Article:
OlympicTalk is on Apple News. Favorite us!

Susan Dunklee extends decade of surprises for U.S. biathletes

Susan Dunklee
Getty Images
Leave a comment

When Susan Dunklee‘s time held up for second place in Friday’s 7.5km sprint, she became the first U.S. biathlete to win two world championship medals in her career and earned the sixth medal for the U.S. in world biathlon championship history.

Four of those medals have come in the past eight years.

First was Tim Burke, who had gained some fame among biathlon fans with his three World Cup podiums in the 2009-10 season and his relationship with German biathlete Andrea Henkel, who would win two Olympic gold medals and eight world championships before retiring and marrying Burke.

In that season, Burke led the World Cup briefly but faded and didn’t do well in the Olympics. But in 2012-13, he finished 10th in the World Cup overall and ended the American drought in the world championships, finishing second in the individual behind dominant French biathlete Martin Fourcade, who won his 11th non-relay world title Wednesday in the individual.

In 2017, Dunklee became the first U.S. woman to win a non-relay medal, taking the lead in the mass start after quickly knocking down all five targets in the last shooting and holding on for second. She didn’t come out of nowhere, having taken a few World Cup medals. That season, she ranked 10th overall in the World Cup.

Then came the stunner. Lowell Bailey, who had just one World Cup podium in a long career coming into the 2016-17 season, had bib 100 in the individual, a spot usually reserved for non-contenders. But he hit all 20 targets, always important in a race that penalizes athletes one minute per miss, and gutted it out through the last lap to keep a 3.3-second advantage and win the first world championship for a U.S. biathlete.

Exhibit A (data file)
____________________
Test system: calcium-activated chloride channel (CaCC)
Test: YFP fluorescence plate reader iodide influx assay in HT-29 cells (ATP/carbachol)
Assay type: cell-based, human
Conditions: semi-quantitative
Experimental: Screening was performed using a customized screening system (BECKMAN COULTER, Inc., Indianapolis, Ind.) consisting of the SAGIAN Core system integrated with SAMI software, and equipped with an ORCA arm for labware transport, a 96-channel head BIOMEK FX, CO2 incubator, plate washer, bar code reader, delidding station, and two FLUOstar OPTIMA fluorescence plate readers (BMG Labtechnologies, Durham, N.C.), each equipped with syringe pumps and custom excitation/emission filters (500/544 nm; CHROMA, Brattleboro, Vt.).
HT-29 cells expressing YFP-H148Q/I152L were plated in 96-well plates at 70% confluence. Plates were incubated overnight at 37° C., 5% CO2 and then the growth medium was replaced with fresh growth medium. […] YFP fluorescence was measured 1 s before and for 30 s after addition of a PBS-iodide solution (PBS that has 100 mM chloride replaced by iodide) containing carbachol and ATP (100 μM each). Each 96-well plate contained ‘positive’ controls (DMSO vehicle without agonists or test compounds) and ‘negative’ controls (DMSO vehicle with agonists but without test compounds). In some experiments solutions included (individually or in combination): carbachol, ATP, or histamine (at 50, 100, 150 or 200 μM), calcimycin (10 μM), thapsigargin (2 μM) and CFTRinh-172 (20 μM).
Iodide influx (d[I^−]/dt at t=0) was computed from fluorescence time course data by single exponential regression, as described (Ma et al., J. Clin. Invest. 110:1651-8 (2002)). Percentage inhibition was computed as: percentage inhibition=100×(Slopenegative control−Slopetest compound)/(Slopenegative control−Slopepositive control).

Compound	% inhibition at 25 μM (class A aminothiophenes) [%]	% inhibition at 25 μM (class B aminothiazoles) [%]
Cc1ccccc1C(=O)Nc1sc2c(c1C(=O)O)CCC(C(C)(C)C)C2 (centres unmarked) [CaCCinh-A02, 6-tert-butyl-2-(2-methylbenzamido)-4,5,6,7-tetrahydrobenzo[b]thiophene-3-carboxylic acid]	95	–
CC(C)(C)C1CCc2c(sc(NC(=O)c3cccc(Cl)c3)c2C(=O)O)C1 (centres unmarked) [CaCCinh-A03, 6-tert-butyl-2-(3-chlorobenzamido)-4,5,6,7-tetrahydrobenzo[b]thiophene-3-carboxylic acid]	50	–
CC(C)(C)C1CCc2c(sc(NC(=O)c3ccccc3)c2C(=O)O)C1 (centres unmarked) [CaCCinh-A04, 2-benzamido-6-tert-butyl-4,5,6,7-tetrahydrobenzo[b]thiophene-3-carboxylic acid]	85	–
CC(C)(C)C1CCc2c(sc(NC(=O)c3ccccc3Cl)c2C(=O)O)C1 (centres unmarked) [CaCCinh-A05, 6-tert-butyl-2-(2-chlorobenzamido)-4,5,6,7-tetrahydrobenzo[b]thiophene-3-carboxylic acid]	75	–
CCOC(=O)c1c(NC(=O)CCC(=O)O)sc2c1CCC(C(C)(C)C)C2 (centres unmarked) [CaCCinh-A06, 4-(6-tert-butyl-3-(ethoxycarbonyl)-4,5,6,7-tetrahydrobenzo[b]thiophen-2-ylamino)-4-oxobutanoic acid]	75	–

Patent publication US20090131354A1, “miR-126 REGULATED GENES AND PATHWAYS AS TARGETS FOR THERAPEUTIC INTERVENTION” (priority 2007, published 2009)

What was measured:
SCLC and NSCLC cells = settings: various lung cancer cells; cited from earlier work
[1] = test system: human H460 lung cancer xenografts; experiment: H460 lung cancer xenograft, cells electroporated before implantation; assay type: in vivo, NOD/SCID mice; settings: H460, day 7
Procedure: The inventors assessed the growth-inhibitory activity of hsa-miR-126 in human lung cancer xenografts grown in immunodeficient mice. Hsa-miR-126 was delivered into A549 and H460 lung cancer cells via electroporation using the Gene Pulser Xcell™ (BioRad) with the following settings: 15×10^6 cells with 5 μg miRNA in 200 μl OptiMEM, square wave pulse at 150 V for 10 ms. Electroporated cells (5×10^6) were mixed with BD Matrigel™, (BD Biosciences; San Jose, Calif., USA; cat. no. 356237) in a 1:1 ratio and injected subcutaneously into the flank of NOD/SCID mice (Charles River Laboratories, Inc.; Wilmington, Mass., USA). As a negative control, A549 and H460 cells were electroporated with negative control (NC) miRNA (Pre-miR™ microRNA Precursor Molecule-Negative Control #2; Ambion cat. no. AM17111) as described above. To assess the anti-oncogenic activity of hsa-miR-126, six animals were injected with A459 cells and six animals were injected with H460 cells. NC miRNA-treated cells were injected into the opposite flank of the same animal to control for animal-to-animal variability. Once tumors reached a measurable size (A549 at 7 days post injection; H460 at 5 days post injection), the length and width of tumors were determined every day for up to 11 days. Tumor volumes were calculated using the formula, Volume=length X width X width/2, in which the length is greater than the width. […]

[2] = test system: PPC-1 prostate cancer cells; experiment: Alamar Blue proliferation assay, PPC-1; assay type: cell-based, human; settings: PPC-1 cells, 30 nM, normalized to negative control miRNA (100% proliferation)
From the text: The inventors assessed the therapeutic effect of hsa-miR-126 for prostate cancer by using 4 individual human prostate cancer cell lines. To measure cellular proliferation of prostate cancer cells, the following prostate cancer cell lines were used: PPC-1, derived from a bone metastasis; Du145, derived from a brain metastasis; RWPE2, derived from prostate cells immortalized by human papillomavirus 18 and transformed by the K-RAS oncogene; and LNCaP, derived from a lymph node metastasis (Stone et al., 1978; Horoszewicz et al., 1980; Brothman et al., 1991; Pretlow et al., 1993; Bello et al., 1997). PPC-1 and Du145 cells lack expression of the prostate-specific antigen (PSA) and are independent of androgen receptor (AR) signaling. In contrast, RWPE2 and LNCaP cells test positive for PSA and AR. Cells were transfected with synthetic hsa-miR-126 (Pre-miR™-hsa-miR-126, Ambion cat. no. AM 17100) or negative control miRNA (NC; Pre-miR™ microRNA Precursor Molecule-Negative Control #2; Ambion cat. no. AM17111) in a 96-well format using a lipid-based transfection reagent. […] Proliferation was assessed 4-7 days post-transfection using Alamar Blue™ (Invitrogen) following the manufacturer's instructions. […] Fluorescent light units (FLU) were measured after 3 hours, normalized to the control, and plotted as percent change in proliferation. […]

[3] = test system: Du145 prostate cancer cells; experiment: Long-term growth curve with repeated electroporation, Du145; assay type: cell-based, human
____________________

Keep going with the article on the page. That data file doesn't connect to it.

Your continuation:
Like Dunklee, Bailey earned his medal in the midst of a strong season. The individual was won of his four top-10 finishes in the world championships, including a fourth-place finish in the sprint. He wound up eighth overall in the World Cup.

Bailey and Burke each stuck it out to compete in their fourth Olympics in 2018, then crossed the finish line together in their final race at the U.S. championships.

This season is their first in management. Bailey, also a bluegrass musician, is now U.S. Biathlon’s director of high performance. Burke is director of athlete development.

Dunklee, on the other hand, isn’t done. Her results slipped a bit after her 2017 breakthrough, but she has had some top 10s. When she shoots clean, as she did Friday, she’s a contender.

The first U.S. medal was in the first women’s world championship in 1984, when Holly Beatie, Julie Newman and Kari Swenson bronze in 3x5km relay. Swenson also finished fifth in the individual that year and returned to compete in the next two world championships after a harrowing experience in which she was abducted and shot, a story that inspired a film starring Tracy Pollan.

The only other U.S. medal in the world championships before Burke, Bailey and Dunklee was Josh Thompson‘s individual silver in 1987. The only athletes other than Burke, Bailey, Dunklee and Thompson to have World Cup podiums (excluding relays) are Jeremy Teela in 2009 and Clare Egan, who was third in a mass start last spring and is competing in the world championships this year.

U.S. Paralympians broke through with two gold medals on the first day of competition in the 2018 Paralympics.

READ: Kendall Gretsch, Dan Cnossen take gold

Wednesday saw another surprise finish for a U.S. biathlete. Leif Nordgren, whose career-best finish outside the relays is 16th, was the only athlete to go 20-for-20 on the shooting range and placed eighth in the individual.

The championships continue through through Sunday with the single mixed relay on Thursday, the men’s and women’s relays on Saturday, and the men’s and women’s mass starts on Sunday.

WATCH: World biathlon championships TV schedule

OlympicTalk is on Apple News. Favorite us!